The present study showed that the excessive daytime sleepiness was prevalent among the medical students, The University of Tabuk, no significant statistical differences was found between the students with the excessive daytime sleepiness and others without this serious sleep disorder regarding age, sex, hours spent in Technology/day, coffee intake, use of sleep medications, and chronic diseases. The current data showed that the use of Technology was higher among those with excessive daytime sleepiness. It is a well-established fact that attentiveness during class time is a significant determinant of academic achievement; excessive daytime sleepiness could lead to fatigue and substantially impair attention.6 The situation of excessive daytime
sleepiness is alarming for the College students.
In the current study, the excessive daytime sleepiness was evident in 52.3% of medical students (even after increasing the cut-off value to ten) in similarity to Machado Duque13 who reported
a prevalence of 49.8%. The current data was lower than a study conducted in Sudan14 and concluded a rate of 68.5%, whereas it
is on the higher side when compared to the results of researchers from Malaysia15 and Japan16 (35.5% and 4.1% respectively). The
differences in the results could be explained in part by the different instruments and cut-off values in different studies, which was 11 in the Malaysian study and nine in the Sudanese study, racial, cultural, and curricular difference are more plausible explanations. A recent survey conducted in King Abdulaziz, Jeddah, Saudi Arabia17 concluded the daytime sleepiness in 40% of medical
students; this finding is lower than the present result, however similar to the present finding they observed no relationship between excessive daytime sleepiness and academic grades. Regular coffee intake reduces sleep through inhibition of adenosine receptors, in the current study, no statically significant association was found between excessive daytime sleepiness and coffee consumption in contradiction to the previous studies6 in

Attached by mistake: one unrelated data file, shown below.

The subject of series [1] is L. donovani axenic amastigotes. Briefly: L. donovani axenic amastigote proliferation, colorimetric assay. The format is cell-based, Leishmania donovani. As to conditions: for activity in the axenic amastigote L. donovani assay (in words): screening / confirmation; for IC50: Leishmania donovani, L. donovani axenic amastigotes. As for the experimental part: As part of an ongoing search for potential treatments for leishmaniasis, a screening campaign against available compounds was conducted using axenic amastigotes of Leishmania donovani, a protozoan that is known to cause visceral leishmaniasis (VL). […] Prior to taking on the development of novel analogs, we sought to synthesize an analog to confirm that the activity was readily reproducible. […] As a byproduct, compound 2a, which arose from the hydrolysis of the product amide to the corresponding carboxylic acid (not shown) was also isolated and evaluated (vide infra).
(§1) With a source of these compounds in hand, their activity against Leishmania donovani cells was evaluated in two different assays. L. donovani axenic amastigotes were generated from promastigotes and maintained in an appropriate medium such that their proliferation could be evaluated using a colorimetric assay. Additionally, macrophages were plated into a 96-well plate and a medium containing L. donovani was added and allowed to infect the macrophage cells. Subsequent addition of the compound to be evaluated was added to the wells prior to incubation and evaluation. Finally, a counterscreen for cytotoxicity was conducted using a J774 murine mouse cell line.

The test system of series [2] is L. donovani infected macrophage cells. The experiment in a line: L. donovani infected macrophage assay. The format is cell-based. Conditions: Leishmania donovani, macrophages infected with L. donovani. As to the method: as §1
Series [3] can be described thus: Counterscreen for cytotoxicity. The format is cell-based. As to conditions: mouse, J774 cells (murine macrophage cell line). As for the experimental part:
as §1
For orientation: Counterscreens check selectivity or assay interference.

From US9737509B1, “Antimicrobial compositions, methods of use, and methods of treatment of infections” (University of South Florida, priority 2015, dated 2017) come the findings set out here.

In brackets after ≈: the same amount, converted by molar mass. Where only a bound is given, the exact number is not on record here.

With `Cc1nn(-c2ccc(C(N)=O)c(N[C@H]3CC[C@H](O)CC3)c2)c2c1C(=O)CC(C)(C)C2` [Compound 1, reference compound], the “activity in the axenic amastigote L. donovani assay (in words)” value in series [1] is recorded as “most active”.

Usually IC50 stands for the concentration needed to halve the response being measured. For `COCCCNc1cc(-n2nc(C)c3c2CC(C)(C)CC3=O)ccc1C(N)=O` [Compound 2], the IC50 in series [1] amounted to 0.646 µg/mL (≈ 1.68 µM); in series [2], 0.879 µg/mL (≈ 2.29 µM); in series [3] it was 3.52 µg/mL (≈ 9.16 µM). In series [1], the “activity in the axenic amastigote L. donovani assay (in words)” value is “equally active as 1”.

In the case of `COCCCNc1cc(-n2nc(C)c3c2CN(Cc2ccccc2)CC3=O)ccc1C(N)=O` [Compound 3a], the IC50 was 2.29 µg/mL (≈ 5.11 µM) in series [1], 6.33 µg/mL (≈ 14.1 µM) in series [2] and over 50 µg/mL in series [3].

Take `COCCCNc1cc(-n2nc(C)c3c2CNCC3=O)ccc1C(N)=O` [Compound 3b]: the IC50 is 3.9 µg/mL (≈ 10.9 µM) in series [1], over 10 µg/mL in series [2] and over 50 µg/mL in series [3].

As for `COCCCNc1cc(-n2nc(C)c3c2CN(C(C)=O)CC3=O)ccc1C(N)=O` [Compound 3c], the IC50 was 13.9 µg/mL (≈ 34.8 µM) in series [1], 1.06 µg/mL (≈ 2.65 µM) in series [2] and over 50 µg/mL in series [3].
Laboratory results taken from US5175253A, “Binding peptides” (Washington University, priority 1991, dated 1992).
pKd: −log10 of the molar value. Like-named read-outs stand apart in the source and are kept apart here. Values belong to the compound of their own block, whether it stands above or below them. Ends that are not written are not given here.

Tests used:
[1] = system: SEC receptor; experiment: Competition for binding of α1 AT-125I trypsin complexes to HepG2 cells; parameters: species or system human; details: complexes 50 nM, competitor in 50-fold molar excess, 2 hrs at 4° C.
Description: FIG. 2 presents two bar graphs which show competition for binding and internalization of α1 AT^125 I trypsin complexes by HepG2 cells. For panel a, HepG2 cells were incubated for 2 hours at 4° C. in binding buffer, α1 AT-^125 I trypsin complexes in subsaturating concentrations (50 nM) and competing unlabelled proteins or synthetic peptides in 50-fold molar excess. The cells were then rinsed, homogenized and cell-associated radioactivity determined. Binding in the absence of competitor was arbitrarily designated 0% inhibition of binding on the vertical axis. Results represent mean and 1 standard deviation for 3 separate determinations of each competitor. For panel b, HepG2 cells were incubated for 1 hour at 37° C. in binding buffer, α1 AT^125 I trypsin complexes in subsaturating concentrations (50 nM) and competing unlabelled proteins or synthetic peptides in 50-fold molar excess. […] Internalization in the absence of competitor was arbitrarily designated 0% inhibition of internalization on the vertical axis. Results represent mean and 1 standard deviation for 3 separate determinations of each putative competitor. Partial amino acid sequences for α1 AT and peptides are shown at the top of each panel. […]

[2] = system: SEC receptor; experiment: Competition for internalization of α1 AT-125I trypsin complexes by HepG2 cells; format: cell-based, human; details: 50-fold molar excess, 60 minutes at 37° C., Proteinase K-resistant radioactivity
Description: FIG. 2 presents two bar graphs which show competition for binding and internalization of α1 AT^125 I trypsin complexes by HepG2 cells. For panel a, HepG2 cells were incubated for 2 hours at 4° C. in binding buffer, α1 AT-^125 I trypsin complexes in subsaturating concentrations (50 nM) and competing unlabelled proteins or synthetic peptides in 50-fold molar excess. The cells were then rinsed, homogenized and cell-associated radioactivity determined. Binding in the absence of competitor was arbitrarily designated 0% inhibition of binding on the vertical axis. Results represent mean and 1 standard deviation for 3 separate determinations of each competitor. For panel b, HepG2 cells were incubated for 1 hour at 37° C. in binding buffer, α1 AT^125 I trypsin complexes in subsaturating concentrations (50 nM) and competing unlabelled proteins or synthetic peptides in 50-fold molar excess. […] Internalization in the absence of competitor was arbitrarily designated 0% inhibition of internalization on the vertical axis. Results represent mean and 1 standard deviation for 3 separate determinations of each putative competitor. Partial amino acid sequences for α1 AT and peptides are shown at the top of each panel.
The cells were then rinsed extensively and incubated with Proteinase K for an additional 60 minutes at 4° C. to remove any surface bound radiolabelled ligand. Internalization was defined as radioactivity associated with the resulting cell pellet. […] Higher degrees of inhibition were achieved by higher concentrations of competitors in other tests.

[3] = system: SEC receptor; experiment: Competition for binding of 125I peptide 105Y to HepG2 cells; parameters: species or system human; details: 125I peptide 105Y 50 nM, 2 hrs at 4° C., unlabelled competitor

which the coffee intake was associated with daytime sleepiness. The present findings could be explained by the small measure of coffee, other additives or not consuming it before bedtime. The previous literature18 observed the association between
internet addiction and the excessive daytime sleepiness, in the present data showed higher hours of technology use among students with excessive daytime sleepiness but not reaching
statistical significance. The discrepancy could be explained by the different objectives as the previous research studied the relationship between internet addiction and the daytime sleepiness among adolescents. A recent study19 conducted
among dental students in Malaysia showed that daytime sleepiness after mobile texting late at night is a significant predictor of excessive texting. In the present study, we did not examine the texting habits.
Sleep medications use could affect the quality of sleep leading to excessive daytime sleepiness, in the present study 14.1% of medical students reported the use of sedatives in similarity to a previous study conducted among medical students and concluded that 17% of the students used medications to induce sleep.20
Excessive daytime sleepiness was prevalent among medical students, Medical College, University of students, no differences were found between the students with excessive daytime sleepiness and their counterparts regarding academic grades, technology use, coffee consumption and sleeping pills intake, further multicenter studies are needed to determine the risk factors and management when appropriate. The study limitations were the fact that it was conducted at a single College, so generalization cannot be insured, and the reliance on a self-reported questionnaire is more prone to subjectivity.
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Conflict of Interest: None Declared.